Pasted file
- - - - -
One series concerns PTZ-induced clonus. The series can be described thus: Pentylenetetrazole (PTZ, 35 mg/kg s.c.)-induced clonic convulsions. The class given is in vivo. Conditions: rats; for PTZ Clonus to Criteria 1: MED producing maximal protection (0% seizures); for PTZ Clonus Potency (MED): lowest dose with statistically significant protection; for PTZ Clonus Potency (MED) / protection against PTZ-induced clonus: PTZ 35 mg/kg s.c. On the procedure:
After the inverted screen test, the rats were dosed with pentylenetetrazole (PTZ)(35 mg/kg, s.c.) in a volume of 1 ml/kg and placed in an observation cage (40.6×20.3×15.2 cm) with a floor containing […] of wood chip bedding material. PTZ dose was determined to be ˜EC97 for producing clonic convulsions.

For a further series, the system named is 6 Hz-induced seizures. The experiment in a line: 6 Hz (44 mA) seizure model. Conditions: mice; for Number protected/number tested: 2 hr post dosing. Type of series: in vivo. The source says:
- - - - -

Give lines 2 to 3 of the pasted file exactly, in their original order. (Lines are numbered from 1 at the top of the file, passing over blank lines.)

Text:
After the inverted screen test, the rats were dosed with pentylenetetrazole (PTZ)(35 mg/kg, s.c.) in a volume of 1 ml/kg and placed in an observation cage (40.6×20.3×15.2 cm) with a floor containing […] of wood chip bedding material. PTZ dose was determined to be ˜EC97 for producing clonic convulsions.

For a further series, the system named is 6 Hz-induced seizures. The experiment in a line: 6 Hz (44 mA) seizure model. Conditions: mice; for Number protected/number tested: 2 hr post dosing. Type of series: in vivo. The source says: